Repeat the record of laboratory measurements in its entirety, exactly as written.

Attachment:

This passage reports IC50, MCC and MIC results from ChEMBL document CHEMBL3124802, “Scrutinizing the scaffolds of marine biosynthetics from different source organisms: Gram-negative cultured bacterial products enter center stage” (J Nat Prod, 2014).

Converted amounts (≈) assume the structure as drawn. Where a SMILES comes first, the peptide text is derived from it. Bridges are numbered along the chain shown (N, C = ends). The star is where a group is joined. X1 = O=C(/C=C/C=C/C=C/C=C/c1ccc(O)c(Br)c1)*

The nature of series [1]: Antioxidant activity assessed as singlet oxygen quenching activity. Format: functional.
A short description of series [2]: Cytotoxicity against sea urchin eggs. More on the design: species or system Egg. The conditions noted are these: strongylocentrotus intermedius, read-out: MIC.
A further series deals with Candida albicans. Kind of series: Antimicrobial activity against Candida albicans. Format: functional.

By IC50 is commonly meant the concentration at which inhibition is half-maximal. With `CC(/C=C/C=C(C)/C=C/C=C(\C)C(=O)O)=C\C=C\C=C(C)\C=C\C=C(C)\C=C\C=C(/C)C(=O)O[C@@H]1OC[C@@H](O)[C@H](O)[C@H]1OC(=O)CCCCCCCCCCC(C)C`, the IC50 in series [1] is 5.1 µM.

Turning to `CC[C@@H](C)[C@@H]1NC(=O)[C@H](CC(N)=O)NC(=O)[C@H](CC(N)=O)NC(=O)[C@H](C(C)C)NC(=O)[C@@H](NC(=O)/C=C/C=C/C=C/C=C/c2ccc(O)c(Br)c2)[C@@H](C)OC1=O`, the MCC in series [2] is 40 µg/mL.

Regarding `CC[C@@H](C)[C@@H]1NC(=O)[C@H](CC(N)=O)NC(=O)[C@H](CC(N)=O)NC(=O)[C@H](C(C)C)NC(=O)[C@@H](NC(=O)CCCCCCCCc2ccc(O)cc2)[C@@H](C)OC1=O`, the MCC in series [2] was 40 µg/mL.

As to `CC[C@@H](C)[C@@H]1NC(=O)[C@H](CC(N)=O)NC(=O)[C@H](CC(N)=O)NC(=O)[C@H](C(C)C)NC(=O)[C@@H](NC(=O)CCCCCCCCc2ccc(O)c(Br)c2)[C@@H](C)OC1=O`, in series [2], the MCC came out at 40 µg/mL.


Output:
This passage reports IC50, MCC and MIC results from ChEMBL document CHEMBL3124802, “Scrutinizing the scaffolds of marine biosynthetics from different source organisms: Gram-negative cultured bacterial products enter center stage” (J Nat Prod, 2014).

Converted amounts (≈) assume the structure as drawn. Where a SMILES comes first, the peptide text is derived from it. Bridges are numbered along the chain shown (N, C = ends). The star is where a group is joined. X1 = O=C(/C=C/C=C/C=C/C=C/c1ccc(O)c(Br)c1)*

The nature of series [1]: Antioxidant activity assessed as singlet oxygen quenching activity. Format: functional.
A short description of series [2]: Cytotoxicity against sea urchin eggs. More on the design: species or system Egg. The conditions noted are these: strongylocentrotus intermedius, read-out: MIC.
A further series deals with Candida albicans. Kind of series: Antimicrobial activity against Candida albicans. Format: functional.

By IC50 is commonly meant the concentration at which inhibition is half-maximal. With `CC(/C=C/C=C(C)/C=C/C=C(\C)C(=O)O)=C\C=C\C=C(C)\C=C\C=C(C)\C=C\C=C(/C)C(=O)O[C@@H]1OC[C@@H](O)[C@H](O)[C@H]1OC(=O)CCCCCCCCCCC(C)C`, the IC50 in series [1] is 5.1 µM.

Turning to `CC[C@@H](C)[C@@H]1NC(=O)[C@H](CC(N)=O)NC(=O)[C@H](CC(N)=O)NC(=O)[C@H](C(C)C)NC(=O)[C@@H](NC(=O)/C=C/C=C/C=C/C=C/c2ccc(O)c(Br)c2)[C@@H](C)OC1=O`, the MCC in series [2] is 40 µg/mL.

Regarding `CC[C@@H](C)[C@@H]1NC(=O)[C@H](CC(N)=O)NC(=O)[C@H](CC(N)=O)NC(=O)[C@H](C(C)C)NC(=O)[C@@H](NC(=O)CCCCCCCCc2ccc(O)cc2)[C@@H](C)OC1=O`, the MCC in series [2] was 40 µg/mL.

As to `CC[C@@H](C)[C@@H]1NC(=O)[C@H](CC(N)=O)NC(=O)[C@H](CC(N)=O)NC(=O)[C@H](C(C)C)NC(=O)[C@@H](NC(=O)CCCCCCCCc2ccc(O)c(Br)c2)[C@@H](C)OC1=O`, in series [2], the MCC came out at 40 µg/mL.